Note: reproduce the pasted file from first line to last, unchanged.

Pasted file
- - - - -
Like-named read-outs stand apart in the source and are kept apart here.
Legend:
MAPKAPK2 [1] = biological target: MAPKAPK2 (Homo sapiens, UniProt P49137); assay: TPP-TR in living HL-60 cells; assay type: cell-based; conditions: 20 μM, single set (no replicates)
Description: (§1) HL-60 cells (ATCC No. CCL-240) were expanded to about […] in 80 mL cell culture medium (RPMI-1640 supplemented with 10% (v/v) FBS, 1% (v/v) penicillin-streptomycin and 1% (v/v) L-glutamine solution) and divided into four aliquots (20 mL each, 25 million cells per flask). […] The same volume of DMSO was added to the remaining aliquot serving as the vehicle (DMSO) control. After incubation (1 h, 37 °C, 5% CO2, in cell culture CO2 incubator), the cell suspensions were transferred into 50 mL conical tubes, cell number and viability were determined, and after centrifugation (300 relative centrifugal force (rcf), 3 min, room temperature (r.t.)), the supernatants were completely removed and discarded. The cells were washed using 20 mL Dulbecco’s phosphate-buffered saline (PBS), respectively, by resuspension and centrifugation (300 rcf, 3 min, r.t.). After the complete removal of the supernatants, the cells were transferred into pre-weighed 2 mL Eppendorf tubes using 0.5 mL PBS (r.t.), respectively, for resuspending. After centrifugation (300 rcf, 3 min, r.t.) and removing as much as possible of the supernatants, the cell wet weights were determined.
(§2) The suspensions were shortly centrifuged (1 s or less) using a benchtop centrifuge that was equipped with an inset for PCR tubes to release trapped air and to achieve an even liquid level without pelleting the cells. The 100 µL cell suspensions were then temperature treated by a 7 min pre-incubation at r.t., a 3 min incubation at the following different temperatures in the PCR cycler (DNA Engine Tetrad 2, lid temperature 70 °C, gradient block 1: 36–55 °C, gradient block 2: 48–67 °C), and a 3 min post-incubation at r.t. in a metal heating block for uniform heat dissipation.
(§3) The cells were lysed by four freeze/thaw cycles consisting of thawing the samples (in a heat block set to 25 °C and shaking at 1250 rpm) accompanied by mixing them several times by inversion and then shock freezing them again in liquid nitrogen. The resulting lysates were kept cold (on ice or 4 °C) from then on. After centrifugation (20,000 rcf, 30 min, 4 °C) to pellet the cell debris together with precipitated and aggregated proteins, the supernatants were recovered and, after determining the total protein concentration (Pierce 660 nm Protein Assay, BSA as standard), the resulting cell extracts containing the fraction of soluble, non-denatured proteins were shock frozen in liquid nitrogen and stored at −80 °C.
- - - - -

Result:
Like-named read-outs stand apart in the source and are kept apart here.
Legend:
MAPKAPK2 [1] = biological target: MAPKAPK2 (Homo sapiens, UniProt P49137); assay: TPP-TR in living HL-60 cells; assay type: cell-based; conditions: 20 μM, single set (no replicates)
Description: (§1) HL-60 cells (ATCC No. CCL-240) were expanded to about […] in 80 mL cell culture medium (RPMI-1640 supplemented with 10% (v/v) FBS, 1% (v/v) penicillin-streptomycin and 1% (v/v) L-glutamine solution) and divided into four aliquots (20 mL each, 25 million cells per flask). […] The same volume of DMSO was added to the remaining aliquot serving as the vehicle (DMSO) control. After incubation (1 h, 37 °C, 5% CO2, in cell culture CO2 incubator), the cell suspensions were transferred into 50 mL conical tubes, cell number and viability were determined, and after centrifugation (300 relative centrifugal force (rcf), 3 min, room temperature (r.t.)), the supernatants were completely removed and discarded. The cells were washed using 20 mL Dulbecco’s phosphate-buffered saline (PBS), respectively, by resuspension and centrifugation (300 rcf, 3 min, r.t.). After the complete removal of the supernatants, the cells were transferred into pre-weighed 2 mL Eppendorf tubes using 0.5 mL PBS (r.t.), respectively, for resuspending. After centrifugation (300 rcf, 3 min, r.t.) and removing as much as possible of the supernatants, the cell wet weights were determined.
(§2) The suspensions were shortly centrifuged (1 s or less) using a benchtop centrifuge that was equipped with an inset for PCR tubes to release trapped air and to achieve an even liquid level without pelleting the cells. The 100 µL cell suspensions were then temperature treated by a 7 min pre-incubation at r.t., a 3 min incubation at the following different temperatures in the PCR cycler (DNA Engine Tetrad 2, lid temperature 70 °C, gradient block 1: 36–55 °C, gradient block 2: 48–67 °C), and a 3 min post-incubation at r.t. in a metal heating block for uniform heat dissipation.
(§3) The cells were lysed by four freeze/thaw cycles consisting of thawing the samples (in a heat block set to 25 °C and shaking at 1250 rpm) accompanied by mixing them several times by inversion and then shock freezing them again in liquid nitrogen. The resulting lysates were kept cold (on ice or 4 °C) from then on. After centrifugation (20,000 rcf, 30 min, 4 °C) to pellet the cell debris together with precipitated and aggregated proteins, the supernatants were recovered and, after determining the total protein concentration (Pierce 660 nm Protein Assay, BSA as standard), the resulting cell extracts containing the fraction of soluble, non-denatured proteins were shock frozen in liquid nitrogen and stored at −80 °C.